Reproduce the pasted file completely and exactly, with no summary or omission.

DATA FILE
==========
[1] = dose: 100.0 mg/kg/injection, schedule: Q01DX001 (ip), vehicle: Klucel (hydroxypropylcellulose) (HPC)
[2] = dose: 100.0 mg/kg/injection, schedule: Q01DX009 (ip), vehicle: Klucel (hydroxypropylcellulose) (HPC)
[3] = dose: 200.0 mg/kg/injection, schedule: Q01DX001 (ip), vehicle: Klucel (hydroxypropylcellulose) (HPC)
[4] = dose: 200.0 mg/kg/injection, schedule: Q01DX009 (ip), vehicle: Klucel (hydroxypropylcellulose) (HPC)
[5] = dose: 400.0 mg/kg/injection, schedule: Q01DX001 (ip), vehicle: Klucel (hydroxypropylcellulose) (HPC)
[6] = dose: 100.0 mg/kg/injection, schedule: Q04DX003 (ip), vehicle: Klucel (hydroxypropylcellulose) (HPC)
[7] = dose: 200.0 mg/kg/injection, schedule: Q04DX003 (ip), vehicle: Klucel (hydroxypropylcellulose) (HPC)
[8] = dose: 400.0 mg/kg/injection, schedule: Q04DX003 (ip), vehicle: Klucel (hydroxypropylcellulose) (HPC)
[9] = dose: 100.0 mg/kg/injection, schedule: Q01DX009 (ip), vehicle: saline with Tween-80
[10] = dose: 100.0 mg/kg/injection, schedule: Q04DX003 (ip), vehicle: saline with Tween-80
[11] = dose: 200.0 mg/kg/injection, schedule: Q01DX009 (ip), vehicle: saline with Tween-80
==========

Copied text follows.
[1] = dose: 100.0 mg/kg/injection, schedule: Q01DX001 (ip), vehicle: Klucel (hydroxypropylcellulose) (HPC)
[2] = dose: 100.0 mg/kg/injection, schedule: Q01DX009 (ip), vehicle: Klucel (hydroxypropylcellulose) (HPC)
[3] = dose: 200.0 mg/kg/injection, schedule: Q01DX001 (ip), vehicle: Klucel (hydroxypropylcellulose) (HPC)
[4] = dose: 200.0 mg/kg/injection, schedule: Q01DX009 (ip), vehicle: Klucel (hydroxypropylcellulose) (HPC)
[5] = dose: 400.0 mg/kg/injection, schedule: Q01DX001 (ip), vehicle: Klucel (hydroxypropylcellulose) (HPC)
[6] = dose: 100.0 mg/kg/injection, schedule: Q04DX003 (ip), vehicle: Klucel (hydroxypropylcellulose) (HPC)
[7] = dose: 200.0 mg/kg/injection, schedule: Q04DX003 (ip), vehicle: Klucel (hydroxypropylcellulose) (HPC)
[8] = dose: 400.0 mg/kg/injection, schedule: Q04DX003 (ip), vehicle: Klucel (hydroxypropylcellulose) (HPC)
[9] = dose: 100.0 mg/kg/injection, schedule: Q01DX009 (ip), vehicle: saline with Tween-80
[10] = dose: 100.0 mg/kg/injection, schedule: Q04DX003 (ip), vehicle: saline with Tween-80
[11] = dose: 200.0 mg/kg/injection, schedule: Q01DX009 (ip), vehicle: saline with Tween-80